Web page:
Russian Criminal Tattoos:
A Lexicon of Crime
Russian Criminal Tattoos: A Lexicon of Crime is drawn from a remarkable archive comprising photographs and drawings of Russian criminal tattoos, collected by Damon Murray and Stephen Sorrell of the graphic design and publishing company FUEL. These tattoos were recorded for police use to further the understanding of the language of the markings and to act as an aid in the identification and apprehension of criminals in the field.
The 34 photographs selected by Greg Hobson and Tim Clark for Russian Criminal Tattoos: A Lexicon of Crime are taken by Sergei Vasiliev and Arkady Bronnikov. A photojournalist working for the Vecherny Chelyabinsk newspaper, Vasiliev photographed Russian prisoners between between 1989-93 in prisons and reform settlements across Chelyabinsk, Nizhny Tagil, Perm and St. Petersburg. Bronnikov is regarded as Russia’s leading expert on tattoo iconography. In the early 1950s he studied at the Moscow Academy of the Ministry of Internal Affairs of the Soviet Union where he later worked as a local police inspector. In 1963 he became Professor of Criminalistics at the Perm Faculty of the Academy of the Ministry of Internal Affairs, where he worked until 1991. During this time he collected thousands of photographs of tattooed prisoners across the Soviet Union, as well as taking photographs for use by the authorities.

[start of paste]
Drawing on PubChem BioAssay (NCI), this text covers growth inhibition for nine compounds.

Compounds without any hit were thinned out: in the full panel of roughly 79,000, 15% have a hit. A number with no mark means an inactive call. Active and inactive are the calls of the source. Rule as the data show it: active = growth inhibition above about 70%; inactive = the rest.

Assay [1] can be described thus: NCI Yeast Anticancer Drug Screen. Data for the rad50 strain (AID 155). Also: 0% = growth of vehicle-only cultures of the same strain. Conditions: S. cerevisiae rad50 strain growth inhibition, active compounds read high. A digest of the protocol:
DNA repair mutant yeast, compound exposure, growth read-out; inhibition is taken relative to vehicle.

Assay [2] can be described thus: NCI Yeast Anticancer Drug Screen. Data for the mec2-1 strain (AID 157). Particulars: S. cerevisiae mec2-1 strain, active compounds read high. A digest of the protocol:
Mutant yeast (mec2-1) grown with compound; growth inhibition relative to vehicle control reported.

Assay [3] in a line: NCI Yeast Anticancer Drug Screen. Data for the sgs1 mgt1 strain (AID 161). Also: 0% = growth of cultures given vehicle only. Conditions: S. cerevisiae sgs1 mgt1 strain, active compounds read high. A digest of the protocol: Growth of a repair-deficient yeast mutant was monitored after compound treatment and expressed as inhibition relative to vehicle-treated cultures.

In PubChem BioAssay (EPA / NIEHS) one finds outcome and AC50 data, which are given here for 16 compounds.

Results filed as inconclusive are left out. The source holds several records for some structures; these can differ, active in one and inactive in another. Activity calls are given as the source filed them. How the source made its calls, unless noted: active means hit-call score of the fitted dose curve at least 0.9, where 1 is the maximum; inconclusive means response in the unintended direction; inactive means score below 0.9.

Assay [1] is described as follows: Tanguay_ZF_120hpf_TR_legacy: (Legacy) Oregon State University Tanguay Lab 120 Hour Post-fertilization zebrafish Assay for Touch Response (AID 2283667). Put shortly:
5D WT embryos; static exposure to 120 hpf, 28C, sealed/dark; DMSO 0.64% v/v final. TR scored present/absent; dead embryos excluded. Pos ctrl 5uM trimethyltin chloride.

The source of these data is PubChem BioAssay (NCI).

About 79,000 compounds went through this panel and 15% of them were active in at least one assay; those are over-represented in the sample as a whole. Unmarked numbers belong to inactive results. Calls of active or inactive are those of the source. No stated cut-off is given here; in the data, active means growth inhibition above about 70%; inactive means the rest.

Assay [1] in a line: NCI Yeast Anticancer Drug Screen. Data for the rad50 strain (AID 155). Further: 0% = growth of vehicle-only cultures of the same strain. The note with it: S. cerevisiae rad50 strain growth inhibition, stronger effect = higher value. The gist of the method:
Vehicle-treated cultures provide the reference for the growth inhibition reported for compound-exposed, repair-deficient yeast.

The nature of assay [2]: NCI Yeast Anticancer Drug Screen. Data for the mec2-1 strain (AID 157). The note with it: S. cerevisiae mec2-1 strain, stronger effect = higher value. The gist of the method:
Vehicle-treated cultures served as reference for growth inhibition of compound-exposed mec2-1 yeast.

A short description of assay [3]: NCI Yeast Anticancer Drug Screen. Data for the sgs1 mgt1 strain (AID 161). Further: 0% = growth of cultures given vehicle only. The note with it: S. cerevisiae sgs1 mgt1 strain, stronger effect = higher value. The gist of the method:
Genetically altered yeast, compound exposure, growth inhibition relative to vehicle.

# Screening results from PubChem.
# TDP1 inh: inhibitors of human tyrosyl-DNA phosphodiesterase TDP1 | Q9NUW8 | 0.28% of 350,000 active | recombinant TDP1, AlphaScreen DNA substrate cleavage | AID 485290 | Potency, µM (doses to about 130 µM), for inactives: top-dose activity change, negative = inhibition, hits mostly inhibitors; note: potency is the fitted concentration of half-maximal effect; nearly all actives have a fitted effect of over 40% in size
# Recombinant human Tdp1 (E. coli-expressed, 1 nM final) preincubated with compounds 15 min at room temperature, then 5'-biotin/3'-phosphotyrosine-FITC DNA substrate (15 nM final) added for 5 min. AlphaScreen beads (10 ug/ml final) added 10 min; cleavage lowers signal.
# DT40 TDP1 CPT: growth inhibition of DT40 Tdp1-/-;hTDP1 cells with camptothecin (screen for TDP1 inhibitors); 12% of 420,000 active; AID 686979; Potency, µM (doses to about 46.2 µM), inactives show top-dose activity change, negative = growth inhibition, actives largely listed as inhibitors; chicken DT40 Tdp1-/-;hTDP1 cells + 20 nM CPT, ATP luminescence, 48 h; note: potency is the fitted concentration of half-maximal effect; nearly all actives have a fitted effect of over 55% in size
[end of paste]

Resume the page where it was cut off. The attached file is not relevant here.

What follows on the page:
The practice of tattooing in prisons was forbidden by the authorities and was conducted in secret. The tattoos were applied in a rudimentary, often dangerous manner: machines were modified from electric shavers, needles from sharpened guitar stings, while ink was made by mixing scorched rubber and urine. More elaborate tattoos took years to complete, even small markings might require five to six hours of painful and exacting work.
The tattoos carried enormous significance. As well as determining a prisoner’s ‘rank’ within the criminal world, they might also be forcibly applied to lower an inmate’s status. This could be the result of losing at cards, or to mark them out as an informer or rapist. The tattoos of a ‘thief in law’ (vor v zakone) commanded respect, showing that he followed the ‘understandings’ (ponyatiya) a code of honour among professional criminals. When any new convict entered a cell, he was asked, “Do you stand by your tattoos?” If he couldn’t answer – or if word reached the other inmates that he was wearing a ‘false’ tattoo – he would then be given a piece of glass or a brick and be told to remove it, or face the consequences. That could be a severe beating, rape, or even death.
The resulting photographs are compelling yet unsettling. Their austere composition is at odds with the delicate artistry on the prisoners bodies, whose apparent vulnerability before the camera belies the criminal horrors, hierarchies and personal preferences revealed in the tattoos’ secret codes. A dagger through the neck indicates that a criminal has murdered someone in prison and is available to hire for further ‘wet work’; drops of blood can signify the number of murders committed and a snake around the neck connotes drug addiction.
Every image also discloses evidence of an inmate’s character, by turns aggressive, vunerable, melancholic or conceited. Their bodies display an unofficial history, told not just through tattoos, but also in scars and missing digits. The photographs are simultaneously public and private. While the tattoo language communicates privately between criminals, their bodies are laid bare, becoming public property, open to scrutiny and decoding.
Curated by Tim Clark and Greg Hobson
Russian Criminal Tattoos: A Lexicon of Crime
8 – 23 September
Tuesday – Saturday 11am-6pm
The Gallery at the Old Fire Station